Sport Cricket Cricket pay deal lauded as biggest pay rise in women’s sport
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Cricket pay deal lauded as biggest pay rise in women’s sport

The ACA says the resolved dispute sees male and female players moving forward as partners in the game. Photo: Getty
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Australian cricket’s bitter pay dispute is finally over, with players keeping their revenue sharing model and ensuring an historic boost to the women’s game.

After months of negotiation, the deal reached between Cricket Australia (CA) and the Australian Cricketers’ Association (ACA) will, for the first time, apply to all male and female players.

The agreement is being lauded as the biggest pay rise in the history of women’s sport in the country.

Female player payments will increase from $7.5 million to $55.2 million.

“[It’s] a gender equity pay model, with the biggest pay rise in the history of women’s sport in Australia,” ACA chief executive Alistair Nicholson said.

In a modernised revenue-sharing formula, CA forecasts a player payments pool of $459 million, which covers all male and female players.

Furthermore, a performance pool will continue for male players while being extended to include the Australian women’s team.

“The ACA is delighted for the men and women who play the game now and in the future,” ACA president Greg Dyer said in a statement.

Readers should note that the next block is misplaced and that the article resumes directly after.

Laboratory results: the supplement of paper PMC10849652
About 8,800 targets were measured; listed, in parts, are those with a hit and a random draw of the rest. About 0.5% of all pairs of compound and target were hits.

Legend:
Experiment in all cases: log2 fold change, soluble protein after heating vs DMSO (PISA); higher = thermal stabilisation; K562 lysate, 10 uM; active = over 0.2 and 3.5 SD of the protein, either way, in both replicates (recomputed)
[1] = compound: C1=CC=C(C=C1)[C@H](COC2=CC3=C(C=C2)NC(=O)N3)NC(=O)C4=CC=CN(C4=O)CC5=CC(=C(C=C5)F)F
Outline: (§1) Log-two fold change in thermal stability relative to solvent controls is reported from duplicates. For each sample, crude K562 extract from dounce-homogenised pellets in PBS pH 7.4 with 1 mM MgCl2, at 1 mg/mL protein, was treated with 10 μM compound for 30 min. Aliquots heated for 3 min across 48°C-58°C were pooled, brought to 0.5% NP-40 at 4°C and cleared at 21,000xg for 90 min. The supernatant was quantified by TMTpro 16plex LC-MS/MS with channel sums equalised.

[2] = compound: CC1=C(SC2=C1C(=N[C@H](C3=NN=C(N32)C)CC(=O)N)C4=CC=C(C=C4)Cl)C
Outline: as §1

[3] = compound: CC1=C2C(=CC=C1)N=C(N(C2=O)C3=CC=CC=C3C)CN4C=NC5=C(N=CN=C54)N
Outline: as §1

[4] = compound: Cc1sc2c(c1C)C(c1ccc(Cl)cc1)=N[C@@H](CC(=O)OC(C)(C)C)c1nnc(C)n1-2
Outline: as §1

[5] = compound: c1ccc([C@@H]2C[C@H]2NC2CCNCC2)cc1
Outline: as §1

“And for the game of cricket which will continue to benefit from the partnership model which has served cricket so well.

“One MOU for men and women, the maintenance of the partnership model, and record investments for grassroots cricket is what we wanted and it’s what has been achieved.

“The men and women have been rewarded for sticking together and for having the courage of their convictions. They have made history and created a legacy for generations of players to come.”

Nicholson said the resolved dispute sees male and female players engaged as partners in the game.

“To have retained the revenue-sharing model and increased the level we have and ensure that men, women, domestic and international players receive a fair share is great news for the players and for the game,” he said in a statement.

“It’s right that all players, men and women will be partners in the game because that’s a fair outcome. It ensures a game with all parties pulling in the same direction.

“I pay tribute to all of the players for their resolve. Enduring uncertainty and unemployment has been very difficult. They are terrific young men and women who have been rewarded for their determination.

“I especially congratulate Steve Smith, David Warner, Meg Lanning, Alex Blackwell and all ACA delegates for their outstanding leadership. They led the players in this process and prevailed.”